Betty Anne Pinelli

Always an avid reader and lover of libraries, Betty Anne received her Masters in Library Media in 1998. She worked first as Media Specialist at St. Jude the Apostle School in Atlanta, then became Library Director at Marist School, where she served from 2001 to her retirement in 2017.  Having moved to Amelia Island full-time following her retirement, Betty Anne enjoys reading fiction, walking, cooking, traveling, and solving puzzles (particularly the daily New York Times crossword and the monthly cryptic puzzle from Harper’s Magazine).

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“It’s A Mystery”

The pandemic proved the perfect time to delve into a mystery series. In each, the exploration of local culture and the deepening relationships between the main characters are as important as the individual crimes. If you enjoy mysteries and feasts, you should consider: Guido Brunetti series by Donna Léon, set in Venice; Armand Gamache series by Louise Penny, set in Quebec; Bruno, Chief of Police, series by Martin Walker, set in France. Food for thought in more ways than one!

Do NOT be put off by the length of this book! It is so captivating, so compelling that each time I sat down to read I would find I’d read much more than I’d expected. A sweeping epic across multiple generations, Covenant is every bit as engrossing as Verghese’s Cutting for Stone. Highly recommended, by both Oprah and me!

The Washington Post says “Napolitano chronicles life’s highs and lows with aching precision.” Hello Beautiful is at once an examination of family, love, betrayal, and healing. Beautifully crafted and told from multiple points of view, it is also a reimagining of Little Women. A lovely and very moving read.

This book will forever be on my short list of favorites. When Count Alexander Rostov is sentenced by the Stalinist government to house arrest in Moscow’s elegant Metropol Hotel, he does not allow that confinement to limit him; rather, over the next decades, he creates an entire world with a delightful cast of characters, both hotel workers and guests, to lighten his days. I found this charming tale to be an uplifting antidote to our own troubled times and one that has stood up to multiple reads.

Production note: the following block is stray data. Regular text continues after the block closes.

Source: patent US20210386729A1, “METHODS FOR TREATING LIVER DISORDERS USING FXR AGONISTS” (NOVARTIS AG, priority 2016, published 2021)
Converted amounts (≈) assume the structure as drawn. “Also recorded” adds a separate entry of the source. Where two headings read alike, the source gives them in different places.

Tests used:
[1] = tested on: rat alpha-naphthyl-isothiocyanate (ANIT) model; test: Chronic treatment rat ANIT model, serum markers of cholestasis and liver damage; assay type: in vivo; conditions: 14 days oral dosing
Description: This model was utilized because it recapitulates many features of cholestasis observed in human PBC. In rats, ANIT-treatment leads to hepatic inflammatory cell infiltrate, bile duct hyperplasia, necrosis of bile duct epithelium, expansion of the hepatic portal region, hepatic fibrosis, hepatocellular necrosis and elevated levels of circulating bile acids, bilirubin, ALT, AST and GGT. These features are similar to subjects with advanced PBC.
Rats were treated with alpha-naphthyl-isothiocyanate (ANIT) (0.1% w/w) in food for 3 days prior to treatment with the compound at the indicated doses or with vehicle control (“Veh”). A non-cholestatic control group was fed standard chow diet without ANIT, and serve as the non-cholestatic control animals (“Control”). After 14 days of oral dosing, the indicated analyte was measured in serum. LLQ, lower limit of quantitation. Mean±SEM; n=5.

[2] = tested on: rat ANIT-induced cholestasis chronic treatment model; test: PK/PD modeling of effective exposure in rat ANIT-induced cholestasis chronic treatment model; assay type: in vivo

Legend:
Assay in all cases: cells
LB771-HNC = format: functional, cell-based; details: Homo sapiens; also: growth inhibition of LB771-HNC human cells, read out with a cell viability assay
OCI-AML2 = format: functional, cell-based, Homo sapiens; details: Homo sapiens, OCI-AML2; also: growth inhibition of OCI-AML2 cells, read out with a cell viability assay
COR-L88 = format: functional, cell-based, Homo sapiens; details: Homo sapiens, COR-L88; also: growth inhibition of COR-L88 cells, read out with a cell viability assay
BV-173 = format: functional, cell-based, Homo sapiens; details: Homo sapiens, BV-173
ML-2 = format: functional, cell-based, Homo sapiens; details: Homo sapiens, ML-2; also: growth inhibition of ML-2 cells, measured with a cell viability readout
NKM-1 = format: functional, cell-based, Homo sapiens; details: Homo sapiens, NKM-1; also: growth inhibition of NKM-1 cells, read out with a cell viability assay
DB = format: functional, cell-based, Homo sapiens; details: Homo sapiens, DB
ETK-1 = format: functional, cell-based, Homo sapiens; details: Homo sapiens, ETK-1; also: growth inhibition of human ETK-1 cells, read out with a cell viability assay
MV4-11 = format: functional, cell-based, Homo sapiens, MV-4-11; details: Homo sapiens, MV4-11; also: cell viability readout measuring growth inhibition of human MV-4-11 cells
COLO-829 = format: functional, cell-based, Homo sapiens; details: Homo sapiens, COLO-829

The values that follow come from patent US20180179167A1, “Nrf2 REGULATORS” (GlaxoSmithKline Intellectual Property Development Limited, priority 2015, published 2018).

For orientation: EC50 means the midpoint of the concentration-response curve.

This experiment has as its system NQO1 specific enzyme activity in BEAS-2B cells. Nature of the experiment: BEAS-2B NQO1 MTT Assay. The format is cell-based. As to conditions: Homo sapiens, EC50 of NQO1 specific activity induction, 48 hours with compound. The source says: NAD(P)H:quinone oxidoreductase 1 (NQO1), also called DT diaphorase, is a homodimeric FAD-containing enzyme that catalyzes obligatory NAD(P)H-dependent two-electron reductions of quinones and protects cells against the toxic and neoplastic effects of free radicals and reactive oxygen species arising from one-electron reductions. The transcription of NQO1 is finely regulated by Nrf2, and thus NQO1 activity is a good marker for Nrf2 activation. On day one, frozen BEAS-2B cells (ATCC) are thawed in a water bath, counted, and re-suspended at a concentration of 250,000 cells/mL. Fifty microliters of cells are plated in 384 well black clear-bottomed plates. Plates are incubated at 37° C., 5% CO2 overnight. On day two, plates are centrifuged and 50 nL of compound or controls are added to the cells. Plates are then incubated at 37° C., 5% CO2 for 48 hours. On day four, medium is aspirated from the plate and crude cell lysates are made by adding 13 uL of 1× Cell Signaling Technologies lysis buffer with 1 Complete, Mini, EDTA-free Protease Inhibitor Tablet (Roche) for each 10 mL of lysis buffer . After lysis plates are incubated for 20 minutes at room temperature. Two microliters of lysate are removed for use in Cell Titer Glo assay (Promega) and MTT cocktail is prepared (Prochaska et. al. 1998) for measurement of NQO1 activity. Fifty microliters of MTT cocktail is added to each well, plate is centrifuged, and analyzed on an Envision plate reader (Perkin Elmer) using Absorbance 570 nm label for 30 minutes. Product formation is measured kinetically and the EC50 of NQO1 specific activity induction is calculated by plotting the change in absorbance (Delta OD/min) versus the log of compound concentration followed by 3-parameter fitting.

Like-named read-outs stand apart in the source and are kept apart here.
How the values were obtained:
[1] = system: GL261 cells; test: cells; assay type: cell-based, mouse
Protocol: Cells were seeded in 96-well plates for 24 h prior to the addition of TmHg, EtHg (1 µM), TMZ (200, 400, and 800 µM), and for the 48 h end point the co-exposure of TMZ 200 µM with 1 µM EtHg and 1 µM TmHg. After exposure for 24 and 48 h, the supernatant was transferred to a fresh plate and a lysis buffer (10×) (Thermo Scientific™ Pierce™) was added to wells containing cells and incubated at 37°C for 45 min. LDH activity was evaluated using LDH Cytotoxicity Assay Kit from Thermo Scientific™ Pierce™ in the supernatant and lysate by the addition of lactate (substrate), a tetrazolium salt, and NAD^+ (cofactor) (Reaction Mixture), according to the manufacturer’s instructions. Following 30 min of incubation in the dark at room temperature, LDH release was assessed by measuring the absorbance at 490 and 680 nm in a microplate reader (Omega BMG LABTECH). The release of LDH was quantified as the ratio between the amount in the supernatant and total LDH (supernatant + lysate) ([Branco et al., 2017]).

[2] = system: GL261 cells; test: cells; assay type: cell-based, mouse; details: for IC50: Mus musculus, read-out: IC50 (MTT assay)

A heartwarming homage to family and food, Saturday Night highlights the unique value that small businesses bring to their communities. Strong female characters will have you cheering for them!

Set in the near future, this thought-provoking novel is narrated by Klara, an Artificial Friend, a humanoid machine created to be a companion/servant to a human teen. With themes of the unintended consequences of technological advances, the effects of obsolescence on humans and machines, and the fundamental question of what it means to be “human,” this haunting story and Klara have remained with me well after reading.

“Harlem Shuffle” is a heist novel, with the well-meaning but imperfect Ray Carney being led by his association with dubious friends to take part in a robbery. This simple premise leads to so much more: a colorful cast of characters rarely without a witty comeback, a touching examination of the conflict between loving one’s family and striving for success, and a brilliantly drawn picture of life in Harlem in the 1960s. This book crackles with suspense and humor.

In “Bullet Train”, what you see is what you get: five hired assassins board a high-speed train in Tokyo and commence to act on their conflicting agendas. No deep themes or philosophical wrangling here; rather, “Bullet Train” is a high-speed and darkly comic adventure meant to be enjoyed as a diversion. While it was adapted for a feature film in 2022, I recommend skipping the movie and reading the book!